Friday, October 23, 2009

Mutiny on the ProjB

Since this is now just my own personal BMX video blog, I'm posting the trailer for the new Mutiny video and what I claim to be the best video of 2008. Both of these videos will make you cry. Spot your Vancouver!

Mutiny Bikes "Let's Get Mystical" Trailer! from Mutiny Bikes on Vimeo.

Mutiny Spring 08 Web Video from Mutiny Bikes on Vimeo.

Sunday, October 18, 2009

Once you get talking about Hoang Tran

This is mandatory viewing.

Friday, October 16, 2009

Reservoir Dogs

Fire up the Bialetti or the Bodum, your choice there, but you have to watch this video.

Saturday, October 03, 2009

Projekt-C is Go.

Much shit has been flung. Many nights of blind drinking. A few lost bikes. Camaraderie. There are a lot of stories to tell, though we can only get to so many. I'm happy to announce that Camilo has finally put his parody blog live.

Budgeez II

Some more photos of the man himself from our Washington Tour, which we have yet to fully sort through and put up a good writeup. Maybe the ProjC blog can help. Glad to have you around, Project-C.

Day 11: Mazama to Rockport

Day 5: Jarrell Cove to Kitsap

Day 11: Mazama to Rockport

Tuesday, September 29, 2009

High Fives all around!

Here's a vid of one of my favorite NYC passtimes. The taxi hailing high five:

Just beatiful. I'm actually pretty glad to see the positive reaction from the majority of peds there. I never really looked back to see if they were stoked or crying 'hand rape'.

Speaking of high fives, BIG HIGH FIVES to Morgan for WINNING HELLTRACK 2009!

He stayed in second through the first two motos, advancing onto the final. Still fresh and pumped, he rethought his strategy for the final race. Using Newton's third law he emerged from the first corner in his chosen line and blasted on home to Victory. And WHAT A VICTORY! $70 cash, a Skull Skates Hoodie, A T shirt, A BMX DVD, Cruiser Bars, and a freakin TROPHY! Daaaamn son.. Unsanctioned racing is where its at. Lets see if next weekend's return to Vanier will be as fun.

Thursday, September 24, 2009

Thursday Mornin Vids

Neither of these are particularly new, but I feel I should post em up

Skero | FussVomGas

MC SpandX |Performance

BFF Trailer

SLC Pirate VS Ninjas ride

2nd annual Ride Like a Pirate Day : Pirates vs Ninjas from zed bailey on Vimeo.

..and a classic vid recently sent to me by Wyatt

I love that one. I gotta work on my cargotrack stoppies.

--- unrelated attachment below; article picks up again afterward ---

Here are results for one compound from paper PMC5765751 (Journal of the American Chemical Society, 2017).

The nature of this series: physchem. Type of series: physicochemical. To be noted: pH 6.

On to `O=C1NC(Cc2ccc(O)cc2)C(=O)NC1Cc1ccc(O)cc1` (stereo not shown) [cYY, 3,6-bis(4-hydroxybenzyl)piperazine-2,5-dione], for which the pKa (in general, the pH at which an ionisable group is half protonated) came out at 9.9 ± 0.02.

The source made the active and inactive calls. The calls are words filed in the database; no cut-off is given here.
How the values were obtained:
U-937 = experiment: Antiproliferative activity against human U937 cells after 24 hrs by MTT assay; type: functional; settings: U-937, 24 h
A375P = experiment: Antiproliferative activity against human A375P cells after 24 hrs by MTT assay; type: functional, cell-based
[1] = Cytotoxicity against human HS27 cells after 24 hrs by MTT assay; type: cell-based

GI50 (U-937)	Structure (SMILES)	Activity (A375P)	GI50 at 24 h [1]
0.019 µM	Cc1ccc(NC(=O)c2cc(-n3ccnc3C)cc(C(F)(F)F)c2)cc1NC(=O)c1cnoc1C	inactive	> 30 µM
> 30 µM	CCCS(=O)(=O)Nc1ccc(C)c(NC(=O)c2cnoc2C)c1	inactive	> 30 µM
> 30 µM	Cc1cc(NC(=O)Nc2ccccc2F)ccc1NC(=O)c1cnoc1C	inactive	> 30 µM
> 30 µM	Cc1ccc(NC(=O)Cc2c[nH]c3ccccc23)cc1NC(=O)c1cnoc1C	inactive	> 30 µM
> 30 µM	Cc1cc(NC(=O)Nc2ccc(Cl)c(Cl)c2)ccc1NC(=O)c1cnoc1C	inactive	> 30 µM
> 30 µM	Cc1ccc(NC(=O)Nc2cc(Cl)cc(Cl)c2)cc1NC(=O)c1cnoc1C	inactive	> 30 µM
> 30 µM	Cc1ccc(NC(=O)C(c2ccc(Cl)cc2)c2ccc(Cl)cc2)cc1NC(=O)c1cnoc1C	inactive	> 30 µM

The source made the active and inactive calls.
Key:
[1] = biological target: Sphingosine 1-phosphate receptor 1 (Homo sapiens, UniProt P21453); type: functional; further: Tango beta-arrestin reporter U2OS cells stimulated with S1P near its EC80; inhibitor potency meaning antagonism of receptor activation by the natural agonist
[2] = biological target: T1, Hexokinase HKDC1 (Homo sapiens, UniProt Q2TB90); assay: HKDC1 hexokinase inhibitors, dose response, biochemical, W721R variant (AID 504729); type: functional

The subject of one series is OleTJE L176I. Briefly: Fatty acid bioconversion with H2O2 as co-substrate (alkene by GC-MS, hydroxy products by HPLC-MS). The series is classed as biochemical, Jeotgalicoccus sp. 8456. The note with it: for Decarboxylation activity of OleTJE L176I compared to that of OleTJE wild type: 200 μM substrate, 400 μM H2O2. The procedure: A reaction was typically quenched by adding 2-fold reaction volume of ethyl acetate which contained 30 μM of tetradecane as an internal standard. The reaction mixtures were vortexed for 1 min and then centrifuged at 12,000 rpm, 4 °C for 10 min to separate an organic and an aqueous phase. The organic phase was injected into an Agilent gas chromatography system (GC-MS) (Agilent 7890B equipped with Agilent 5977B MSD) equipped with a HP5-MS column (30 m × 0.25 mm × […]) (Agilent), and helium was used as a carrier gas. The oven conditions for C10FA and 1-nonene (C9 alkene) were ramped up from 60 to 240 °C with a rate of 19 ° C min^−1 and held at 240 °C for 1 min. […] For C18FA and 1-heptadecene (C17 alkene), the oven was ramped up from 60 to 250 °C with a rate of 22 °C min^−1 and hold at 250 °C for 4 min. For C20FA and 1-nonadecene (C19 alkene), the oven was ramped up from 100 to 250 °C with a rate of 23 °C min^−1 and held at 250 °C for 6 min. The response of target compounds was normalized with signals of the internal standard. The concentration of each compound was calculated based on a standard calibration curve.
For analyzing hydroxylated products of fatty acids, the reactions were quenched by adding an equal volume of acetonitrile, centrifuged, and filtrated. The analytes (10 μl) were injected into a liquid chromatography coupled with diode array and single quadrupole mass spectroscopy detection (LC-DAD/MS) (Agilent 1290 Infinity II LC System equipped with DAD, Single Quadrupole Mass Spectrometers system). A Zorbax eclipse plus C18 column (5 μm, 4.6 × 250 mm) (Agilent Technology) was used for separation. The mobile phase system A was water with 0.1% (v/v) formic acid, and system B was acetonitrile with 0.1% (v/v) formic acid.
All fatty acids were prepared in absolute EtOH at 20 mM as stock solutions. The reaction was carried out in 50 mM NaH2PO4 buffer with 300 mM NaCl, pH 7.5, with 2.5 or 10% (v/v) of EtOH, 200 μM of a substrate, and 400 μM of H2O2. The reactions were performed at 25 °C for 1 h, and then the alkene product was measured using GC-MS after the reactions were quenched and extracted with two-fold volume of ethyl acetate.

Wednesday, September 23, 2009


This Sunday, Don from Ride On Again is putting on Helltrack. Racing should get going around 1. I have one knobby tire on the FBM already, but might have to find another by Sunday. Now, are SPD pedals allowed... and can Lyle ride the Kitten Chopper?

Monday, September 21, 2009

Mein Velomobil

amphibian velomobile from Jan Jan on Vimeo.

I love the idea of amphibious bikes. You can't see it, but the guy is eating a whole chicken inside that thing.

Wait.. 2:15 in this vid:

Also, check out this big sleeved street trials master from Calgary!

For some reason it reminds me of this classic Immortal video:

Wednesday, September 16, 2009

Saturday, September 12, 2009

Danny's commute aka. GNFU

Ahh, a commercial featuring our favorite trials rider. Pretty good slow mo emo roll. But would he race a tallbike in the dark at Strathkona? GNFU

Friday, September 11, 2009

Stoked on Being Blazed

Local talent and local spots. Get your Seylynn and your New West on.

Tuesday, September 08, 2009

The Naked Experience

Now that I'm back on the mainland, I should probably recap my recent bike building work/vacation before it is too far in the past.

Working at Naked bikes was an absolutely incredible experience for me. Not only because I was working under an idol of mine, but because I got to live (in my van) just outside of the shop. I was literally eating, sleeping, and breathing bike building for a month. In my last post I think I mentioned how much mountain biking goes on on Quadra. They are blessed to have an agreement with the forestry people where they can make as many trails as they want providing they do not publish a map, and they do not build permanent structures. This of course doesn't mean they can't bring teeter totters and other wooden structures into the woods. They just can't attach them to the trees.

During one of the rides, Sam proposed a single speed rigid 29er build off. Just $300 in parts from the Norco catalog, no paint, may the best bike win. Honestly, this got me pretty hyped. I wouldn't even have considered building a 29er if it hadn't been put out there. I started thinking about it more and more. I eventually priced out the parts, and used BikeCAD to figure out the dimensions.

Suddenly, all my big wheeled hopes were dashed. Andrea ran into the shop and said that we'd be building a bike for Shimano Canada. Due in two weeks! We were knee deep in Steel Wool semi custom cyclocross frames at the time and even the end of those bikes didn't seem to be on the horizon. During the next few meals we discussed the direction we wanted to take the Shimano bike.

Shimano wanted another city bike using Alfine, but this time they wanted it to be FASTER. Originally the parts were going to be all black, then all silver, then we received boxes of mismatched silver and black Alfine groups from Shimano, and the rep didn't have a good answer for us. They only thing they wanted was that the bike should be white.